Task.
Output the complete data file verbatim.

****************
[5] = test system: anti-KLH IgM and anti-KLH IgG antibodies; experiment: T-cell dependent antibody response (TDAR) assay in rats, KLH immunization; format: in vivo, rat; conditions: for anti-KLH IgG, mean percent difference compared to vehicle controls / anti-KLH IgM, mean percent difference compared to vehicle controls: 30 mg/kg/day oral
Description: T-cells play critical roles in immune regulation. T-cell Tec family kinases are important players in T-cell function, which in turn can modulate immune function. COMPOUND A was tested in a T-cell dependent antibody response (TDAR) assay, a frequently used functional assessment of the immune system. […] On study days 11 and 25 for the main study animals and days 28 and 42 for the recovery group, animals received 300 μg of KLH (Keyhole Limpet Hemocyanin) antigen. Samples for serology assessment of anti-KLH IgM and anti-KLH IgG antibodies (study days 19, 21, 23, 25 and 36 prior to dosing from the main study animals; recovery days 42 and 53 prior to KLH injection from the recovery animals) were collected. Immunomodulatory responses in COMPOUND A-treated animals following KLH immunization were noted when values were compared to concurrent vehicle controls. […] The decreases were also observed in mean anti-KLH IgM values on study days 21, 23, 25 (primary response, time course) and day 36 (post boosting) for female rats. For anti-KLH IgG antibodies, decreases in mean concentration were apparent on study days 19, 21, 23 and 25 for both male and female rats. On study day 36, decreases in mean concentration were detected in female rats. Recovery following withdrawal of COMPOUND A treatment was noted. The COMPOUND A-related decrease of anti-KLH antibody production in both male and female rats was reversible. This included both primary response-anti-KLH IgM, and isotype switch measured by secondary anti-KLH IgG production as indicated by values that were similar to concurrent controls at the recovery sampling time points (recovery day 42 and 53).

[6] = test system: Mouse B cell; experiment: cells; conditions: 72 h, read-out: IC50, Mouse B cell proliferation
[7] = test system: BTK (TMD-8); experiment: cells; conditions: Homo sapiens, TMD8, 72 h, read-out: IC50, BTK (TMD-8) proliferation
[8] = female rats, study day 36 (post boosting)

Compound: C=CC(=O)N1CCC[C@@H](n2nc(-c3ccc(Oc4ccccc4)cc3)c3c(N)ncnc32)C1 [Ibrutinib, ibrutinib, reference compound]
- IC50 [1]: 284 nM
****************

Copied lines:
[5] = test system: anti-KLH IgM and anti-KLH IgG antibodies; experiment: T-cell dependent antibody response (TDAR) assay in rats, KLH immunization; format: in vivo, rat; conditions: for anti-KLH IgG, mean percent difference compared to vehicle controls / anti-KLH IgM, mean percent difference compared to vehicle controls: 30 mg/kg/day oral
Description: T-cells play critical roles in immune regulation. T-cell Tec family kinases are important players in T-cell function, which in turn can modulate immune function. COMPOUND A was tested in a T-cell dependent antibody response (TDAR) assay, a frequently used functional assessment of the immune system. […] On study days 11 and 25 for the main study animals and days 28 and 42 for the recovery group, animals received 300 μg of KLH (Keyhole Limpet Hemocyanin) antigen. Samples for serology assessment of anti-KLH IgM and anti-KLH IgG antibodies (study days 19, 21, 23, 25 and 36 prior to dosing from the main study animals; recovery days 42 and 53 prior to KLH injection from the recovery animals) were collected. Immunomodulatory responses in COMPOUND A-treated animals following KLH immunization were noted when values were compared to concurrent vehicle controls. […] The decreases were also observed in mean anti-KLH IgM values on study days 21, 23, 25 (primary response, time course) and day 36 (post boosting) for female rats. For anti-KLH IgG antibodies, decreases in mean concentration were apparent on study days 19, 21, 23 and 25 for both male and female rats. On study day 36, decreases in mean concentration were detected in female rats. Recovery following withdrawal of COMPOUND A treatment was noted. The COMPOUND A-related decrease of anti-KLH antibody production in both male and female rats was reversible. This included both primary response-anti-KLH IgM, and isotype switch measured by secondary anti-KLH IgG production as indicated by values that were similar to concurrent controls at the recovery sampling time points (recovery day 42 and 53).

[6] = test system: Mouse B cell; experiment: cells; conditions: 72 h, read-out: IC50, Mouse B cell proliferation
[7] = test system: BTK (TMD-8); experiment: cells; conditions: Homo sapiens, TMD8, 72 h, read-out: IC50, BTK (TMD-8) proliferation
[8] = female rats, study day 36 (post boosting)

Compound: C=CC(=O)N1CCC[C@@H](n2nc(-c3ccc(Oc4ccccc4)cc3)c3c(N)ncnc32)C1 [Ibrutinib, ibrutinib, reference compound]
- IC50 [1]: 284 nM